Investigations have, of course, been made into events such as the anti-Semitic t-shirts last year, and the 2016 Falmouth social at which one student wore a jacket bearing the highly offensive slogan ‘I Love Rape’. A boy, no matter how drunk he is, stating publically that he loves rape, should be treated as the threat he is rather than a schoolboy prank. University students are not twelve-year-old schoolchildren discovering the ‘r-word’ for the first time – they are grown adults who know full well the consequences of such words.

Certainly, the university does counter this culture of harassment by campaigns, as do the Guild with #NeverOk and pledges – and several female students do state that Nightline is a tremendous help when they need someone to talk to when in unlit or unsafe areas. Further action needed however, would be in the form of a general mass societal understanding and encouraging of victims to follow-up incidents of sexual harassment or assault with police reports, whether or not the perpetrators claim they ‘can’t remember anything’ or if they were unknown. Sexual assault is not banter, no matter how often perpetrators try to tell you it is.

Shades, the Students’ Guild President, told Exeposé that:

“Sexual harassment is an incredibly serious issue which we as the Students’ Guild have addressed over the past few years and continue to fight, both on campus and around Exeter. Our #NeverOk campaign looks specifically into raising awareness of the different forms of sexual harassment experienced by our students and within society and the ways in which each and every one of us can acknowledge, call out and put an end to harassment culture. We strongly recommend that any of our students affected by sexual harassment visit the Students’ Guild Advice Unit where our trained staff can offer support, advice and information on how to deal with such distressing incidences.”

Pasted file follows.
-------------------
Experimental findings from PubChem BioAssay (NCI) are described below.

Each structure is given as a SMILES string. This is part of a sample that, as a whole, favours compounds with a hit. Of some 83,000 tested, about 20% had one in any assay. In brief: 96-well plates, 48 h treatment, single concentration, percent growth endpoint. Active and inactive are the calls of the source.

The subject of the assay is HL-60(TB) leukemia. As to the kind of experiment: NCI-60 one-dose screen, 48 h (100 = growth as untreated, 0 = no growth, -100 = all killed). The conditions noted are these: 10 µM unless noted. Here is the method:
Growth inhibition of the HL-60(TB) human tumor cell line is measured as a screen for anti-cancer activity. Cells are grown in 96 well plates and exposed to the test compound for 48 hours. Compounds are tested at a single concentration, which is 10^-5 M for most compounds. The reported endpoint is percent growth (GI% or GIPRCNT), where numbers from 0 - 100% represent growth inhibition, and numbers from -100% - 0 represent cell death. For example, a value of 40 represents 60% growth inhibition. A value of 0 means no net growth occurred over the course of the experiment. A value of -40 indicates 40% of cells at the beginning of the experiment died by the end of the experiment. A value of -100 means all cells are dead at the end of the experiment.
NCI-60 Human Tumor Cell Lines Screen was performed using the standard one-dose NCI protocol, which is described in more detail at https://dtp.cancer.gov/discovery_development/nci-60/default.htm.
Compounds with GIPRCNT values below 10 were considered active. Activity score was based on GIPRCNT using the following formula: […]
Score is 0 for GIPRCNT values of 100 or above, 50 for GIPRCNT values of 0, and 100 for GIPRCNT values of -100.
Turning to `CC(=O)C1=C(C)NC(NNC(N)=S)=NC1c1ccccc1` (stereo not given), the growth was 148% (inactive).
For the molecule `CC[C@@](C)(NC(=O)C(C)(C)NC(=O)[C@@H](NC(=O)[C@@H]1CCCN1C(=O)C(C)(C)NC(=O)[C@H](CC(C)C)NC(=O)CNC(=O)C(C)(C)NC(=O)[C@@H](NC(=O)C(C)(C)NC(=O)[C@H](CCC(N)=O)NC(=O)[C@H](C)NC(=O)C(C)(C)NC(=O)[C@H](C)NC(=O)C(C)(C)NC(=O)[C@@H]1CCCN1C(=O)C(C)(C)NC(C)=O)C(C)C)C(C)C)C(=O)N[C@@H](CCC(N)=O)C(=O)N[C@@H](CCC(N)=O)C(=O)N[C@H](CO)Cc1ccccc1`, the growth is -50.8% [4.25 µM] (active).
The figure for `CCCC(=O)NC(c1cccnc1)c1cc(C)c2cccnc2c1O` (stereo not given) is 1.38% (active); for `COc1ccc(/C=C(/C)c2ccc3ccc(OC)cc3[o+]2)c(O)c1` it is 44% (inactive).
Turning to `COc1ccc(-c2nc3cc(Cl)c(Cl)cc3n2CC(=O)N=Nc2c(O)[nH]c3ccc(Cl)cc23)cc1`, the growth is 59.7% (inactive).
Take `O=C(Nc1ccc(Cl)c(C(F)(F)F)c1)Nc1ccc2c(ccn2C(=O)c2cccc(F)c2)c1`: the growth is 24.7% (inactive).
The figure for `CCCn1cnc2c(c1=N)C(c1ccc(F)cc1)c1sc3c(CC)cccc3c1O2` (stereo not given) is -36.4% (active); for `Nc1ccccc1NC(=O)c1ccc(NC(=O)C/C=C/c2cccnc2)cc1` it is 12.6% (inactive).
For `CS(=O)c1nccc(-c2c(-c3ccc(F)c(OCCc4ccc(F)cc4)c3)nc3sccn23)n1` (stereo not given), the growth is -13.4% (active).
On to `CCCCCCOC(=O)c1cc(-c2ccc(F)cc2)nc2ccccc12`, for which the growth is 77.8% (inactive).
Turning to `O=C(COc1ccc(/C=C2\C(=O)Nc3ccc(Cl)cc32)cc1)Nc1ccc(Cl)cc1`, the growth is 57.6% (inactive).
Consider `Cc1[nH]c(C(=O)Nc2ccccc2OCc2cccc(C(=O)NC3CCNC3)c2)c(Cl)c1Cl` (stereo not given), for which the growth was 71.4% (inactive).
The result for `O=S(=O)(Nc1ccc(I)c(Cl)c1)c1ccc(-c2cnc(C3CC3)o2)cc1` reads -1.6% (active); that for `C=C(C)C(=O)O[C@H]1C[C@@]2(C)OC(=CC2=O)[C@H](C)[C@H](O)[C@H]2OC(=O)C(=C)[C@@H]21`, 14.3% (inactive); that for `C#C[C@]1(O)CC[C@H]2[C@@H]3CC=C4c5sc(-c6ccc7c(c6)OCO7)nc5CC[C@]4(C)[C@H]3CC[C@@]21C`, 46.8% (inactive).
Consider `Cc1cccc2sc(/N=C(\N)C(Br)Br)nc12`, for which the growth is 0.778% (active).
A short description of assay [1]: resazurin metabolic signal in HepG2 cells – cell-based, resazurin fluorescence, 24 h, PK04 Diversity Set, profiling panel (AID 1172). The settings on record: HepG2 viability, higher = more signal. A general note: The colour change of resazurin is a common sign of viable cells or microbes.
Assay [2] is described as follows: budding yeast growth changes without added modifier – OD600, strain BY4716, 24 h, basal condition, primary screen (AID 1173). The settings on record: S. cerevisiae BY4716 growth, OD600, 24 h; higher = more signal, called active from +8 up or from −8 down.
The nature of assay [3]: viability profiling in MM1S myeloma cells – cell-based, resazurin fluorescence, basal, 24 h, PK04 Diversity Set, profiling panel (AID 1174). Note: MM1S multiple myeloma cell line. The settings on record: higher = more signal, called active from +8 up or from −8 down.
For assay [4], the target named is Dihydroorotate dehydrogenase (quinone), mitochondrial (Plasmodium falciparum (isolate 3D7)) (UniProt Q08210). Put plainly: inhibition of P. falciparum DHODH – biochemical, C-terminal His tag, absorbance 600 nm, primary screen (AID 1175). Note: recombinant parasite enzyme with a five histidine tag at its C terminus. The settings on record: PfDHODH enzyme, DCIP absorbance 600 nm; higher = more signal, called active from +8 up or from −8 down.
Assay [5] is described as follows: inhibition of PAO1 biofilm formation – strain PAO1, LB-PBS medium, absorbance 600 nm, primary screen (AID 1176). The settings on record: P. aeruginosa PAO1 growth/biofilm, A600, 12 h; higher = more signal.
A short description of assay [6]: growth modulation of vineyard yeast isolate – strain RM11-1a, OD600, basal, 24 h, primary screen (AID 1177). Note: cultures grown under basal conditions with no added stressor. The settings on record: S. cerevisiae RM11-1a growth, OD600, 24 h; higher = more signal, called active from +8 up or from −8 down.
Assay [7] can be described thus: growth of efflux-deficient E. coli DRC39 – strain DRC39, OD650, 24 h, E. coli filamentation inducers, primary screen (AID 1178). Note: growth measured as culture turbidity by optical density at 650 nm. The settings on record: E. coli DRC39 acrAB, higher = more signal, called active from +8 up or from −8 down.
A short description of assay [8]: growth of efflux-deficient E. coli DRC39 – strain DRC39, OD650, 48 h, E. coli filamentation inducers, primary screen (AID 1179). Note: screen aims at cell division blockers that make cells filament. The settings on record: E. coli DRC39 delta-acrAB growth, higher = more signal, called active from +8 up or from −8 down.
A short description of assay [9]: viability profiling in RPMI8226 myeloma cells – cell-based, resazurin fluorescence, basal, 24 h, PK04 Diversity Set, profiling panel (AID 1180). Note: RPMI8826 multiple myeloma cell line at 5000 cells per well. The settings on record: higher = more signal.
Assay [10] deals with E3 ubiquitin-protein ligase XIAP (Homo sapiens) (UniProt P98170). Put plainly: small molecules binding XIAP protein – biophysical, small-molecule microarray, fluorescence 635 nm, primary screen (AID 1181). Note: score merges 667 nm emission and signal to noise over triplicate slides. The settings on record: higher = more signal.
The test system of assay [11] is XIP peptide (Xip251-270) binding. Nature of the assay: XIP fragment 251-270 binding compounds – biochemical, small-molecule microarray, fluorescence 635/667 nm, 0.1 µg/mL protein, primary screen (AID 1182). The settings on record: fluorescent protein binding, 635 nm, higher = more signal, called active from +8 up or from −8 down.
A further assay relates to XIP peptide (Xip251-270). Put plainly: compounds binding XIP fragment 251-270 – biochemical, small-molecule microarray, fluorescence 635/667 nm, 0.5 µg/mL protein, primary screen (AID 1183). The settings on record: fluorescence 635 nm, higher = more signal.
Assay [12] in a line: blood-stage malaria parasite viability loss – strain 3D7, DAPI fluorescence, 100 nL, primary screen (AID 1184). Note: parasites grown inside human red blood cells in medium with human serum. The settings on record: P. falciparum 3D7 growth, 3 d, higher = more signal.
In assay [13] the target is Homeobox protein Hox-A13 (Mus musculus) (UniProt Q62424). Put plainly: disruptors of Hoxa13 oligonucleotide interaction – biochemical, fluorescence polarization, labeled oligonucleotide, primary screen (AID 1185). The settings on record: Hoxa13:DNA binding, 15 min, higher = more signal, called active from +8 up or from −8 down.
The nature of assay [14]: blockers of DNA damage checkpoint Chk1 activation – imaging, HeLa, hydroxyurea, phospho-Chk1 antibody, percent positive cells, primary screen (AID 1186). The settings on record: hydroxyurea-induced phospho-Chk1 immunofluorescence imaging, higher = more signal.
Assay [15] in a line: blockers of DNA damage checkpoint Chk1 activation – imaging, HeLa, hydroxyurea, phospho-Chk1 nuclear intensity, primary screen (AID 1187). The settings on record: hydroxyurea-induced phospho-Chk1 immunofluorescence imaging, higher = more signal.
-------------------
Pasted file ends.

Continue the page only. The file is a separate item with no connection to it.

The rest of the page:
A University of Exeter spokesman said:

“The University of Exeter has a zero-tolerance policy towards sexual harassment or violence of any kind. The University recognises how distressing these incidents can be and we have trained welfare caseworkers who can work with student victims. These caseworkers can help co-ordinate support for any student subject to harassment, violence or abuse. Victims can also get support from the University’s Wellbeing services and NHS GPs on campus. Student-facing staff at the University of Exeter, such as personal tutors, are also trained to signpost to the appropriate coordinating welfare staff or support, if a student tells them they have experienced harassment or violence. Victims can also get medical, practical and emotional support from specially-trained practitioners and support workers at their nearest specialist sexual assault referral centre (SARC) or rape crisis centre. Anyone who experiences harassment or violence – which can be a criminal offence – can report the incident to the police. The University takes very seriously any breach of student conduct regulations and any incidents which are formally reported are dealt with according to the University’s disciplinary procedures.”

If you or anyone you know has experienced any form of sexual harassment and needs support, Exeposé recommends the following confidential advice services:

Exeter Nightline

Phone: 01392 724000
Email: exeternightline@gmail.com

Devon Rape Crisis and Sexual Abuse Services:

Phone: 01392 204174
Email: support@devonrapecrisis.org.uk

Devon Rape and Sexual Abuse Helpline: 0808 800 0188